I actually have this theory that I’ve never written up: that teenage girls and middle-aged men are the source of the best modern television. They’re both emotionally labile figures going through a period of identity formation. They’re angry and horny and they bridle at the dullness of social conformity. They’re unnerved by the way their bodies are changing. They feel like the world is ending
More at The Cut…
Researchers say humans are developing brains focused on skimming over information online instead of the traditional deep reading.
After a day of scrolling through the Web and hundreds of e-mails, she sat down one evening to read Hermann Hesse’s “The Glass Bead Game.” “I’m not kidding: I couldn’t do it,” she said. “It was torture getting through the first page. I couldn’t force myself to slow down so that I wasn’t skimming, picking out key words, organizing my eye movements to generate the most information at the highest speed. I was so disgusted with myself.”
I've noticed this happening to myself sometimes, it scares me and I force myself to breathe and read again.
The whole article is worth reading, try not skipping any paragraphs.
A tendency is to then think that all cyclists are the same. I’ve often heard the phrase “you cyclists” or “you people”, as if anyone who gets on two wheels is part of a separate but absolutely homogeneous group.
You're a cyclist, so it's your fault.
If you enjoy dancing to quality techno but can't do the Saturday clubbing thing anymore, or just want to hit the dancefloor one more time on the week-end, Technoon is a new Brussels Sunday-afternoon party that will be returning for its third edition in February.
My small contribution to these events has been designing the flyers and posters, here's the one for the upcoming edition. Make sure you're there.
The new year tends to be that period when every media under the sun throws up a "best of" list.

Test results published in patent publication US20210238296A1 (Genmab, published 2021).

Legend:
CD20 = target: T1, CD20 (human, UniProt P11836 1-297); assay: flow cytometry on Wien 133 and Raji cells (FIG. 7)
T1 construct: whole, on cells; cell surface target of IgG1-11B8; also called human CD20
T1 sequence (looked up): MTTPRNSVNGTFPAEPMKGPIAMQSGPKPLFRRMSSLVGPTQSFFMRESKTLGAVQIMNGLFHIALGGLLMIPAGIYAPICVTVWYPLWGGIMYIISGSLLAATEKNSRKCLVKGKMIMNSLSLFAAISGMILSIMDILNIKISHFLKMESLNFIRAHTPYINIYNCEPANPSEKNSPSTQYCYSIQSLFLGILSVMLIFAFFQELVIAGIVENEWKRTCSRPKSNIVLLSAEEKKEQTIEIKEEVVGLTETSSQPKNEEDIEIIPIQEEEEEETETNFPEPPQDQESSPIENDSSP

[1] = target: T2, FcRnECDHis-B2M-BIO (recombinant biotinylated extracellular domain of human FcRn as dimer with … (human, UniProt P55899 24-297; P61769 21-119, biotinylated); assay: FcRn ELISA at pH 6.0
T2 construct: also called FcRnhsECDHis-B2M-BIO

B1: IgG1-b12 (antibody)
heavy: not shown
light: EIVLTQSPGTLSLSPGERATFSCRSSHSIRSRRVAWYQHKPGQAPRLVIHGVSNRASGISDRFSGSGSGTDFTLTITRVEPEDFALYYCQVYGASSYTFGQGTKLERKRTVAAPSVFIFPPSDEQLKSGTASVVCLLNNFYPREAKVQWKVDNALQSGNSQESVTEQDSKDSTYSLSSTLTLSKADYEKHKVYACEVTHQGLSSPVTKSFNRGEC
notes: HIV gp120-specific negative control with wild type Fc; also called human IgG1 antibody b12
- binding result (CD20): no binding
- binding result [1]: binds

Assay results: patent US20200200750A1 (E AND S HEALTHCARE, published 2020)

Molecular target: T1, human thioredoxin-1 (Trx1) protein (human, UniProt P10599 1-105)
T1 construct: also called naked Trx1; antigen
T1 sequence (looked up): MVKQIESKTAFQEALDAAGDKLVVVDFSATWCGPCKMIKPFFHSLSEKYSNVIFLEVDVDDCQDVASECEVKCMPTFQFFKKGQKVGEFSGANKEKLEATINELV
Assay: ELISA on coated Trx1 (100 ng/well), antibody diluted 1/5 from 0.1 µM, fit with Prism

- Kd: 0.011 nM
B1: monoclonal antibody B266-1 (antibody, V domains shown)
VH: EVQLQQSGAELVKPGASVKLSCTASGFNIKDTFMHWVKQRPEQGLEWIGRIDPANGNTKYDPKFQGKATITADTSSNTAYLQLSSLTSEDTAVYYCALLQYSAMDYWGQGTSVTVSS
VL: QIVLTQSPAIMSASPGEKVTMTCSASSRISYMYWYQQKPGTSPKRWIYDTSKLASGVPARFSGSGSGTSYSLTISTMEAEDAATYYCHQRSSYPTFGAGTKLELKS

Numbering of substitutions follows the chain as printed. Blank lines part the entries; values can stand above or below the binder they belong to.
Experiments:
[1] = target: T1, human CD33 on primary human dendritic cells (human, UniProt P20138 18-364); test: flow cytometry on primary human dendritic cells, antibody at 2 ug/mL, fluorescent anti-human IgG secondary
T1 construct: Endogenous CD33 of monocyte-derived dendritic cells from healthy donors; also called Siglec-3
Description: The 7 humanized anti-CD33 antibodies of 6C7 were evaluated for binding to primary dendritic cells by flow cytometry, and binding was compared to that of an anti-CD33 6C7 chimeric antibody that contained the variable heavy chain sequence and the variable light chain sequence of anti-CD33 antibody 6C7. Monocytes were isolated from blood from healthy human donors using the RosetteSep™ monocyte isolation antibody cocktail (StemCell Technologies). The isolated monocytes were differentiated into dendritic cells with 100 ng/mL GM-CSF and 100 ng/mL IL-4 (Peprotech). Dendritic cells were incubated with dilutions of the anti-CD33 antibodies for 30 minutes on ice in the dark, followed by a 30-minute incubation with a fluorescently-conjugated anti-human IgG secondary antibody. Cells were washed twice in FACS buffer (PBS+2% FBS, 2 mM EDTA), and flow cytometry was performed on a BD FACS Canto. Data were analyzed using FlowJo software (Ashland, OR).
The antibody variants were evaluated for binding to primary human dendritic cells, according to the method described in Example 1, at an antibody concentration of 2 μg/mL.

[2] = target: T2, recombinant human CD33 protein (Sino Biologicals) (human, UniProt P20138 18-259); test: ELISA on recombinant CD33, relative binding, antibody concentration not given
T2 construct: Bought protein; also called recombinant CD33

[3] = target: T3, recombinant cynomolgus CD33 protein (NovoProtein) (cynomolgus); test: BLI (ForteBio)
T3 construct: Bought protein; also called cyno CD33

I don't usually partake in these things, but several people have been asking me about my "best this", "best that" and other favourites of the year.
So, before January ends, I thought I'd compile a little list of digital items that marked the previous year for me; and simultaneously avoid responding to multiple emails. Make of it what you want.
Without a doubt, that one goes to Upstream Color.
It's dense, mysterious, perplexing… and asks more questions than it answers. But it's beautiful and demands multiple viewings.
Immunity by Jon Hopkins is the winner here.
Driving, thumping techno intersects with delicate ambient. Best listened to in its entirety, it's a journey.
Best desktop application
f.lux is a simple little utility, but it's made a huge difference to my working habits.
It makes the colour temperature of your display adapt to the time of day: warm at night when under artificial light and colder during daylight.
It helps you go to bed at a reasonable hour, avoiding that cold blue glow that messes with your body's natural rhythm at night.
It's made such a difference, I'm about to jailbreak my iPad to install it there too.
(obviously, I disable it if I need to do colour-precise work).
Best mobile application
I tend to walk alot in town. I'll leave early and walk to meetings, go and grab a sandwich somewhere distant at lunch, skip the metro and trek it instead, etc.
There are gadgets out there like the fitbit that will help you measure your steps and reach your goals but your phone is quite capable of doing the same or damn close.
I don't have targets to reach or calories to lose, but I like keeping track of my rambles. Moves fits the bill perfectly.
It keeps track of your step count/kilometres covered, can do calorie counts if you're into that and traces your movements on a map, including stop locations pulled from foursquare.
It's also great for getting an idea of how long it takes to get to certain places when planning a return trip.